The transition of our energy sector from one that is heavily reliant on fossil fuels and one-way electricity flows – is underway, that much is true. But what is going to ensure that the transition ‘sticks’? How will we be able to ensure the success of the transition while securing our future?
To my mind, there are two things that are going to fundamentally impact the success of this transition. Finance and energy storage… well of course.
Finance is an obvious one in many ways, but one that is significantly underestimated. In order to ensure a successful energy transition, we are going to need to invest and invest heavily in new technology. Not just invest in technology to embed into the grid, but invest in developing that technology in the first place. But who pays for all of this?
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While governments are often very clear that the transition needs to happen, things are a little foggy when it comes to who will pay for it. In many cases, the costs ultimately fall to the customer – even when they have not been given a choice in the matter.
Utility companies can’t (or won’t) carry the full cost of implementing the technological changes that need to be made – it doesn’t make economic sense and in many cases, adds to a series of conflicting objectives – sell power cheaply, but invest in the best technology available; sell as much power as you can – but strive for energy efficiency.
Governments certainly can’t foot the bill themselves either. So, if the need for the transition is so vital, so certain, so obvious – how do we ensure there is enough funding available to make it happen? Funding that won’t ultimately contribute to more families falling into energy poverty, or adding additional hidden costs for consumers?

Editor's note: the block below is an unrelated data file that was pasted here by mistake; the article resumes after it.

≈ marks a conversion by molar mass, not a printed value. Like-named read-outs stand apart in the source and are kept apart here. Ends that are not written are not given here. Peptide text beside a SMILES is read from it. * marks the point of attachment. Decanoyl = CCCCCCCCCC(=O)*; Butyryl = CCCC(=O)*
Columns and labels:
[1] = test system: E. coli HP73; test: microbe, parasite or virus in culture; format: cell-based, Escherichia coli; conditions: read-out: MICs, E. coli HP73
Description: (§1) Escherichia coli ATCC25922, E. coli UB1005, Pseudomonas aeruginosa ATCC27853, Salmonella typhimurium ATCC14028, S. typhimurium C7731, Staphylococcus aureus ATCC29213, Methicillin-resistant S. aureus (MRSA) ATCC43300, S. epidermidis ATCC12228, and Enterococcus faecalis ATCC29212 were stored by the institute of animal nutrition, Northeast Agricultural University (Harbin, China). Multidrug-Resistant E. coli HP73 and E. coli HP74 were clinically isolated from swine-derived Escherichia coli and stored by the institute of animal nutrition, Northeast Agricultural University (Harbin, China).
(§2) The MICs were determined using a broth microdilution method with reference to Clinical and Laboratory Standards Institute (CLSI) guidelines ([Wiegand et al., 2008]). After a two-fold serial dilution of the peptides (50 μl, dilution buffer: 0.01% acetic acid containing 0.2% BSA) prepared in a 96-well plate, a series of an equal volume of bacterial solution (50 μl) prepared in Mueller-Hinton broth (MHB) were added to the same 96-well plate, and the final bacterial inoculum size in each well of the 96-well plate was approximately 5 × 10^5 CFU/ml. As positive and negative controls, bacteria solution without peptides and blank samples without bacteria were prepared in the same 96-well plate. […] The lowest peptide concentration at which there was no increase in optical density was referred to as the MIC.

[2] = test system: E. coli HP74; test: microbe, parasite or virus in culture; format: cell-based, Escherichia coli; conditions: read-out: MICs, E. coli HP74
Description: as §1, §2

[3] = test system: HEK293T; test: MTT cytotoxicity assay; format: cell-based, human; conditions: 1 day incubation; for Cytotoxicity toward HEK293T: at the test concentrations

We throw amounts around like $2 trillion needed over the next decade to fund this or that… yet, where is that funding going to come from? This is a topic I’d like to explore in more depth this year – and if you have a perspective and would like to share it with us, please reach out to me at email@example.com
Storage is also an obvious choice in many cases and the reality is that without it, we will not successfully transition, we will waste energy (literally and figuratively) and end up with a hugely inefficient industry. The importance of energy storage was highlighted yet again toward the end of last year when the brains behind Lithium-ion batteries were given the Nobel prize for chemistry. Bloomberg NEF believes that in order for energy storage to be more efficient, investment in excess of $660 billion will be needed over the next two decades. (Again, we come back to finance).
At the current time, energy storage represents just 17% of installed solar or wind capacity globally, and this will need to change to take ensure the success of the transition globally. UBS Investment Bank reported in November 2019 that storage will be the tipping point for a successful energy transition, predicting that prices will fall by up to up to 80% and that full grid parity could be achieved by 2027.
Do you think that storage is going to be a fundamental driver of the transition? What are your thoughts on the financing of the transition and its various elements? We’d love to hear your thoughts.
Until next week!